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Fractal Audio AMP models: Supremo Trem (Supro 1964T Dual-Tone)

yek

Moderator
Moderator
* EDIT: Up-to-date information is available in Yek's Guide to the Fractal Audio Amplifier Models *



SUPREMO TREM: based on Supro 1964T Dual-Tone

Supro is a legendary amp manufacturer. Supposedly Jimmy Page used the Supro 1964T (with a single 12”) to record a couple of Zep albums. Supro was bought by Valco, that’s why you sometimes see the old amps mentioned as “Valco” instead of Supro. In 2013 the Supro brand was brought back to life by Absara Audio. Users of the current models: Snarky Puppy, JD Simo, Steve Stevens.

Supro:

“The legendary Supro logo with signature lightning bolt stirs several images simultaneously for most guitarists. Sum these up as unique looks, individual tone, and a near-mythic cool factor that is unmatched in the world of vintage tube guitar amplifiers; but the most common reactions to all of these sensations are best rendered simply as, “I want one!” Jimi Hendrix, Jimmy Page, Albert Lee and countless other stars wanted one too—and got ’em, using Supro amps to lay down the foundations of blues and rock. But the roots of the Supro brand go way back to a time well before the period for which we best know them now, to the very birth of the electric guitar.​

Supro’s origins date to the pre-electric guitar days and the formation of the National Resophonic guitar company around 1926, with roots in the resonator guitars that became a blues tone standard prior to amplification. National and Dobro merged in the early ’30s to form Valco, and Supro. Soon, Valco-made Supro amps were tearing it up on Chicago’s south-side scene, establishing a tone that has been synonymous with gritty blues ever since. By the mid 60’s, Jimi Hendrix was playing a Supro Thunderbolt amp on tour with Little Richard and the Isley Brothers. A few years later, Jimmy Page, inspired by the raw tones of the Chicago blues scene, cut seminal Led Zeppelin tracks on a Supro Model 24… and so the chain of influence goes, full circle from Chicago blues, to London blues-rock, with Supro the hip tone to beat.​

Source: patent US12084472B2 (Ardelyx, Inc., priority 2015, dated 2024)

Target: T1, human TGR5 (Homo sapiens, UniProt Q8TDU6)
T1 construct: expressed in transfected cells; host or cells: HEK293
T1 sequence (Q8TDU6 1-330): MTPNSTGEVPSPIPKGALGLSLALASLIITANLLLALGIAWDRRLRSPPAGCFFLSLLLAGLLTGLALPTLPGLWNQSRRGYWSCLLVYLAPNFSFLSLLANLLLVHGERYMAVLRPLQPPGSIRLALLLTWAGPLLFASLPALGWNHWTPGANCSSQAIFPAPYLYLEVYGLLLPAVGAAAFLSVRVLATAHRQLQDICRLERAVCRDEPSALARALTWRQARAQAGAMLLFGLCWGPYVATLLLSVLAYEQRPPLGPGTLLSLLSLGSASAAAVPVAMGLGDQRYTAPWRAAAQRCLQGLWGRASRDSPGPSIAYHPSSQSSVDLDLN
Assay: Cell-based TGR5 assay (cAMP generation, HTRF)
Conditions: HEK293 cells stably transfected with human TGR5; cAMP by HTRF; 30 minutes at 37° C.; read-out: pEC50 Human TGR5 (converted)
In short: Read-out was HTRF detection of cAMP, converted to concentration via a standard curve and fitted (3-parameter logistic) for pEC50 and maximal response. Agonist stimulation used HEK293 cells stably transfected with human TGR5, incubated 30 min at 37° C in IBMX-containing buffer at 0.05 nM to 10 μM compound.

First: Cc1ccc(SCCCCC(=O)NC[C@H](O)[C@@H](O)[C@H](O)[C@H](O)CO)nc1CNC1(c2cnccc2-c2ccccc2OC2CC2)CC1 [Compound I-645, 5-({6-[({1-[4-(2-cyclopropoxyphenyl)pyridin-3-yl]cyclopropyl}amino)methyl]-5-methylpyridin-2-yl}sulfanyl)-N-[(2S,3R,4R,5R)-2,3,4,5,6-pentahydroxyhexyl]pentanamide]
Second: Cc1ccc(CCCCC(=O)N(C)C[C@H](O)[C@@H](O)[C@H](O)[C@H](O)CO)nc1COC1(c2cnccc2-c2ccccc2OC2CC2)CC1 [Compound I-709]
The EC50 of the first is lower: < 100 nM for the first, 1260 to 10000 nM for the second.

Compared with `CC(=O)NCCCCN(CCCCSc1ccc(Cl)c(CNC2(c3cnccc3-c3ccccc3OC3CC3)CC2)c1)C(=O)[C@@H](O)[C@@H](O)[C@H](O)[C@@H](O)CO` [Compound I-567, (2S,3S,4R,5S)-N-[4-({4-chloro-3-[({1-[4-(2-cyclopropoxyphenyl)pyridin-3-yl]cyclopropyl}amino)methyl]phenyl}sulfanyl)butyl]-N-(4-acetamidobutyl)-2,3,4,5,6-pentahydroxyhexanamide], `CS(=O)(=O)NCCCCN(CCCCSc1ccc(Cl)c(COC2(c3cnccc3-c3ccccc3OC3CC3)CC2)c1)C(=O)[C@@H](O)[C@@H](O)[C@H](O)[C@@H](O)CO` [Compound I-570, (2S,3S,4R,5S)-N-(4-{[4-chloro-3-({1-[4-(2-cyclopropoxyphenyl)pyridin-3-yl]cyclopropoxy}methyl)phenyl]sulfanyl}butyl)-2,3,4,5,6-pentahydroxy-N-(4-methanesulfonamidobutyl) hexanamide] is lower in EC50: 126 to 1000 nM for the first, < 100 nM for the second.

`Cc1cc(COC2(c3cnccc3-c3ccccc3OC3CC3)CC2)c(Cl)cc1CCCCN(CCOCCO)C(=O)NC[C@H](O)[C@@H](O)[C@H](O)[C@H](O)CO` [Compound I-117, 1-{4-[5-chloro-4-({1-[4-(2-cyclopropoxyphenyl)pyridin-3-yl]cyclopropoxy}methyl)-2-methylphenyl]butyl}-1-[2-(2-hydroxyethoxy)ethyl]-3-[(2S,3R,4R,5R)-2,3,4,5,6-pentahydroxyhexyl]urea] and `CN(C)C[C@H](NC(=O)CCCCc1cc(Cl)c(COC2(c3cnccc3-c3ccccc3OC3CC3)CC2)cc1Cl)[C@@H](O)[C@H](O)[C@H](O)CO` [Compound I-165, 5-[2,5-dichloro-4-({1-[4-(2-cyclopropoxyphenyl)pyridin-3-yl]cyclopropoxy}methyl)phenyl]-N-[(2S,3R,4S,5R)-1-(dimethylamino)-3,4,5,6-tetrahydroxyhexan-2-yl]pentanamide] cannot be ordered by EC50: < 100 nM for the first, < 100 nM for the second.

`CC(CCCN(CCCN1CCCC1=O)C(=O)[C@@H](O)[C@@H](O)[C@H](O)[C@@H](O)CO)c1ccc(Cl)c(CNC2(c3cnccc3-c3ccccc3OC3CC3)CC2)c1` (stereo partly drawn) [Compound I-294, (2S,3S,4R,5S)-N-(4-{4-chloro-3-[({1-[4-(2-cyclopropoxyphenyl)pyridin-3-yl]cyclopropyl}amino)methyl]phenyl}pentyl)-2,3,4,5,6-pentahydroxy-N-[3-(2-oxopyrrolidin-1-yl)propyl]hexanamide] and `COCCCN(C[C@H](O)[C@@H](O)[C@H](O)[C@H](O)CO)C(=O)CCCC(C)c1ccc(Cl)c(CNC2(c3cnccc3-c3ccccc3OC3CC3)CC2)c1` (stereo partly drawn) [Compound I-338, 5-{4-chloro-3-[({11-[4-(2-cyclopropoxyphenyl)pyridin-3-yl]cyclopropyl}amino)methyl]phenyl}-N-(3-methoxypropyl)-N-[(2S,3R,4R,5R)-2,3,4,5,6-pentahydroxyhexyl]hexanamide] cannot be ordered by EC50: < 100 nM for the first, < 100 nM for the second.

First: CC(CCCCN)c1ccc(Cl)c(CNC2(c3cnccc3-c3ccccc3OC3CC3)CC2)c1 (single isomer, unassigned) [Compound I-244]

Player upon player has since discovered the sonic splendor of Supro’s extremely original circuits and unique build style, as well as the surprising versatility hidden within the appealing simplicity of these amps. Plug into one of these beauties, and you know you are striding out onto original and inspiring sonic ground. There’s a girth, depth, and dimension to the tone of these old circuits that is simply unattainable from the other brands, and a dynamic playing feel that definitely puts a smile on my face every time. Keep them clean, and they are sweet and rich; crank them up, and even the smaller Supro models issue a bold, furious roar that retains its edge and cutting power amid heavy overdrive.​